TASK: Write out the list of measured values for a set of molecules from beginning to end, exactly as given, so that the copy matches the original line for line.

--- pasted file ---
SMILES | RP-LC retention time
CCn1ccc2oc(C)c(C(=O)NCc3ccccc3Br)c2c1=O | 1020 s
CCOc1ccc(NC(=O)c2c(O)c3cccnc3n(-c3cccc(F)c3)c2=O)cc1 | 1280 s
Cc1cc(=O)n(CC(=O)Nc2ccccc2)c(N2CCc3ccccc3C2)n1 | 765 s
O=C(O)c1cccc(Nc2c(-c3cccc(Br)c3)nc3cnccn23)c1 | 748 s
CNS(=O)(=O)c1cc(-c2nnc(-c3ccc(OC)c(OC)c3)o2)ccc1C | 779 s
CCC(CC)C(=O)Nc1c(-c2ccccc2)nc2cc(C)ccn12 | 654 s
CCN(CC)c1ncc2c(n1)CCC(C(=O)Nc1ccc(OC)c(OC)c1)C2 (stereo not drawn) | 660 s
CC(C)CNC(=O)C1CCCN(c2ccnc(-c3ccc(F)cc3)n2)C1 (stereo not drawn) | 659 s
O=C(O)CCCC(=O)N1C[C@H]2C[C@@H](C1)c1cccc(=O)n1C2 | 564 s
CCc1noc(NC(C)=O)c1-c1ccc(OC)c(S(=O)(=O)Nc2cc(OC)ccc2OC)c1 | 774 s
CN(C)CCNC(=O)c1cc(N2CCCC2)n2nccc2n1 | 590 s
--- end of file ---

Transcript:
SMILES | RP-LC retention time
CCn1ccc2oc(C)c(C(=O)NCc3ccccc3Br)c2c1=O | 1020 s
CCOc1ccc(NC(=O)c2c(O)c3cccnc3n(-c3cccc(F)c3)c2=O)cc1 | 1280 s
Cc1cc(=O)n(CC(=O)Nc2ccccc2)c(N2CCc3ccccc3C2)n1 | 765 s
O=C(O)c1cccc(Nc2c(-c3cccc(Br)c3)nc3cnccn23)c1 | 748 s
CNS(=O)(=O)c1cc(-c2nnc(-c3ccc(OC)c(OC)c3)o2)ccc1C | 779 s
CCC(CC)C(=O)Nc1c(-c2ccccc2)nc2cc(C)ccn12 | 654 s
CCN(CC)c1ncc2c(n1)CCC(C(=O)Nc1ccc(OC)c(OC)c1)C2 (stereo not drawn) | 660 s
CC(C)CNC(=O)C1CCCN(c2ccnc(-c3ccc(F)cc3)n2)C1 (stereo not drawn) | 659 s
O=C(O)CCCC(=O)N1C[C@H]2C[C@@H](C1)c1cccc(=O)n1C2 | 564 s
CCc1noc(NC(C)=O)c1-c1ccc(OC)c(S(=O)(=O)Nc2cc(OC)ccc2OC)c1 | 774 s
CN(C)CCNC(=O)c1cc(N2CCCC2)n2nccc2n1 | 590 s